Blake rising: Blake Griffin didn't explode offensively last season like I thought he would when paired with Chris Paul. And when you pair his unimpressive defensive stats with his usually terrible free-throw percentage, Griffin has slid down the fantasy rankings far below where his name (and commercial) value would place him (120th in Yahoo! rankings in 2011-12). This season Griffin is quietly moving up the charts, though, with a current Yahoo! ranking of 64th and climbing (37th over the last month). Over the last month, Griffin is actually averaging fewer points and rebounds than last season, but he has increased his free-throw percentage from 52 percent in 2012 to 62 percent and his steals from 0.8 in 2012 to 1.8 over the last month. If he can keep up the improvements in these two areas, while recovering to his usual 20-10 status, he could be a force in the second half of the season.

Blake or Love?: One of my followers, @rhoover81, tweeted me (@ProfessorDrz) the question: "I just got offered Kevin Love for my Blake Griffin. Should I accept it given Love's up and down play this year?" Now, I know that Love has struggled with his shot since coming off of his wrist injury, and I just got done singing Griffin's praises … but even so, I'd still keep Love. Love still has the ridiculous fantasy upside that I laid out last month, and just this weekend he announced that he's just now starting to feel healthy after the injury. There's the (very) legitimate chance that from today until the end of the season Love could lead the NBA in rebounds, lead center-eligible players in 3-pointers, and average 25 points with 80 percent free-throw shooting on heavy volume. You just can't give that up, even for the guy with a Kia that can go back in time. (Note: as I'm writing this, Love just re-hurt his hand. Initial reports are that it's a sprain and not another break, but if this turns out to be a serious injury then just pretend the previous paragraph doesn't exist).

Gordon's return: Last season I was extremely high on Eric Gordon. I drafted him in just about every league I was in as a breakout candidate after his trade to New Orleans. Then, he missed almost the entire season injured. This year I was more careful on Gordon, but I still have him in my keeper league. As such, I was very excited to see him make his season debut with 24 points after missing the first two months of the season with a knee injury. I'm injury-skittish on Gordon, but all of the things that excited me about him last year are still in play. He's still the clear-cut offensive engine with pedestrian offensive teammates, which means he'll be green-lit to use a lot of possessions. If healthy, he should be a consistent mid-20s scorer with good assists and 3-pointers from the shooting guard slot.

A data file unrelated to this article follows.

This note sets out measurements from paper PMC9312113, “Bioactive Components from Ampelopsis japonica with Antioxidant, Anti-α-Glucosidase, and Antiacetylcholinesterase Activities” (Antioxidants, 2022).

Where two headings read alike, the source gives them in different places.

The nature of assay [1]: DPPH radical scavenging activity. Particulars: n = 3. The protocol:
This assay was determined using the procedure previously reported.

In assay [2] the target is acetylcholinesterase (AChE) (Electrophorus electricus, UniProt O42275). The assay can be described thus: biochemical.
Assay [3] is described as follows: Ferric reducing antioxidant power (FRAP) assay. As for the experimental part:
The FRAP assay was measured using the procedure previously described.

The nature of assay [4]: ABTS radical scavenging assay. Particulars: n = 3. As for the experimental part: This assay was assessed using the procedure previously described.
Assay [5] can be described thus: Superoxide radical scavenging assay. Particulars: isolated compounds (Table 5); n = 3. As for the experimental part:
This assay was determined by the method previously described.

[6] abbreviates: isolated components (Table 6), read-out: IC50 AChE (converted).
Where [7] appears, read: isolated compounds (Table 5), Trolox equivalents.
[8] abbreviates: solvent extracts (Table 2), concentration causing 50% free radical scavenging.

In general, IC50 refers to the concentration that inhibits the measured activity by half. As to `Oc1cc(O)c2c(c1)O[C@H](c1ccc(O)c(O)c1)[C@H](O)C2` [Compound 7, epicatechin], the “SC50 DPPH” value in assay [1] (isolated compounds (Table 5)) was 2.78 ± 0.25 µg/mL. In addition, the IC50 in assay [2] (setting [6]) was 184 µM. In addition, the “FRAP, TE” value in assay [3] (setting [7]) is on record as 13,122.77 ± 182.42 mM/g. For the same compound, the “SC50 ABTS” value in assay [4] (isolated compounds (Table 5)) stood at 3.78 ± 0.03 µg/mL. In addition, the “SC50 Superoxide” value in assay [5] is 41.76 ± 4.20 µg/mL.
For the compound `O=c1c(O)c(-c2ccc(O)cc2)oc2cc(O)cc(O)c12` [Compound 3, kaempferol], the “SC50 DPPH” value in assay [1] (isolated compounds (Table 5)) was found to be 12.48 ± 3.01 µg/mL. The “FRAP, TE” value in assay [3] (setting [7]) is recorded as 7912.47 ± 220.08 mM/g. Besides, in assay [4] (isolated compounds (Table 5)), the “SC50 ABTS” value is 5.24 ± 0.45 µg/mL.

Revival of AK47 … trade high?: Entering the season I wrote that Andrei Kirilenko and Brandon Roy should be watched as potential sleepers in Minnesota, especially to start the year with Kevin Love and Ricky Rubio out. Roy's inevitable knee issues popped up almost immediately and killed his fantasy prospects, but Kirilenko has quietly been having a very strong season. His excellent defensive numbers (1.6 steals, 1.4 blocks) are his selling point, but he's averaging a very respectable 13 points and seven rebounds on good percentages with three assists and half a trey to boot. This has his Yahoo! ranking up to 23rd overall. In theory, Kirilenko should remain viable as a 3/4 moving forward even with Love's return, but his ranking is so pretty right now that I think I would dangle him as trade bait. He's a bit more comfortable at power forward than at small forward, and minutes there will be harder to come by moving forward. Plus, I think he's reached his current potential…it'd be a great time to move him for value, if you can.